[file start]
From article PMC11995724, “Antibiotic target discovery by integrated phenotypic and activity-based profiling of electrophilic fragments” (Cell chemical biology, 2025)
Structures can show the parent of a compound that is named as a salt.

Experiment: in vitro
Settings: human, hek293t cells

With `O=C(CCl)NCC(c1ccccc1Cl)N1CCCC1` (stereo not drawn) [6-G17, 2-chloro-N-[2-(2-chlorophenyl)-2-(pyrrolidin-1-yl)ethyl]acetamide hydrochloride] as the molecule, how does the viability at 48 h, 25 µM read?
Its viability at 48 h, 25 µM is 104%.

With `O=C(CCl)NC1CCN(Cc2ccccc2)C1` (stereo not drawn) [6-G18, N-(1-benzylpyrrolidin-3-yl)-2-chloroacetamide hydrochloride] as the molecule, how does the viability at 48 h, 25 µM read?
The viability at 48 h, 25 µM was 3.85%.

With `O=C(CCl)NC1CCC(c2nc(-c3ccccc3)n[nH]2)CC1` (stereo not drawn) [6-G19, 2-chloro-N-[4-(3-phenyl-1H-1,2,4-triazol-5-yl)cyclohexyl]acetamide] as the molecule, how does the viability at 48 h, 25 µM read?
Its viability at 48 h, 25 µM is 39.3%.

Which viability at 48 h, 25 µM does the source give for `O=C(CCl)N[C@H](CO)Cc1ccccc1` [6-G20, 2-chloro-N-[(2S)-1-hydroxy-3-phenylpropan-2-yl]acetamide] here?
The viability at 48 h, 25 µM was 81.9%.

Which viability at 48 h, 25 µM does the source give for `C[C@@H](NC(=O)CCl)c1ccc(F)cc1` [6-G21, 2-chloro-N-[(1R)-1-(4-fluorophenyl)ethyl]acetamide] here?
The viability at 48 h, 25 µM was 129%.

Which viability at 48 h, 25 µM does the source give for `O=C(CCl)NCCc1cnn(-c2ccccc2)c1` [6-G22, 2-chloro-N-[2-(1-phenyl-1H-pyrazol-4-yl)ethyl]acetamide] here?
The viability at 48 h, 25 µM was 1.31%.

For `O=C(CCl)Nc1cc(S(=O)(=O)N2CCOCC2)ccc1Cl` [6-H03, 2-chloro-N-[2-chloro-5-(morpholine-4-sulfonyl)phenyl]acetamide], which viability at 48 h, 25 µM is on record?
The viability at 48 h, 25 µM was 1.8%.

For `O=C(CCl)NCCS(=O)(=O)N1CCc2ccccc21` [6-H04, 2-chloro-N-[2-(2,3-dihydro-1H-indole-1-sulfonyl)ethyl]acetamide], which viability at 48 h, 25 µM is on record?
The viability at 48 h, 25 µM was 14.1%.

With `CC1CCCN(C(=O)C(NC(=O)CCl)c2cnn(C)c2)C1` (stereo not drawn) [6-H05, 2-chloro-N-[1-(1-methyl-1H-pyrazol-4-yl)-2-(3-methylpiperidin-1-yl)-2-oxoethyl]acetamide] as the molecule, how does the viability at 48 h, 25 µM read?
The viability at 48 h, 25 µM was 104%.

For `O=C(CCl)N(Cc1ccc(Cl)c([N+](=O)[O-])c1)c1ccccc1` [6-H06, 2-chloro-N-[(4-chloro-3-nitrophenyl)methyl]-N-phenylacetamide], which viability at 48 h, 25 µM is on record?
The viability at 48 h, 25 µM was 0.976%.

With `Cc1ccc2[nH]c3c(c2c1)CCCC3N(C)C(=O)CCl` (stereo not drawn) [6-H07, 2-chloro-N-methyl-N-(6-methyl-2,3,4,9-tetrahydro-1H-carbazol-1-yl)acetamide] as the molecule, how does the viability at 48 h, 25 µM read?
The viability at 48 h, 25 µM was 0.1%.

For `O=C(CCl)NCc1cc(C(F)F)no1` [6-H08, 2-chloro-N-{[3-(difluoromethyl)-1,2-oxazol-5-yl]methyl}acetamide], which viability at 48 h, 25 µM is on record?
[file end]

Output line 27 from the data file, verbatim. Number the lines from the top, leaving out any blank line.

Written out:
For `O=C(CCl)NCc1cc(C(F)F)no1` [6-H08, 2-chloro-N-{[3-(difluoromethyl)-1,2-oxazol-5-yl]methyl}acetamide], which viability at 48 h, 25 µM is on record?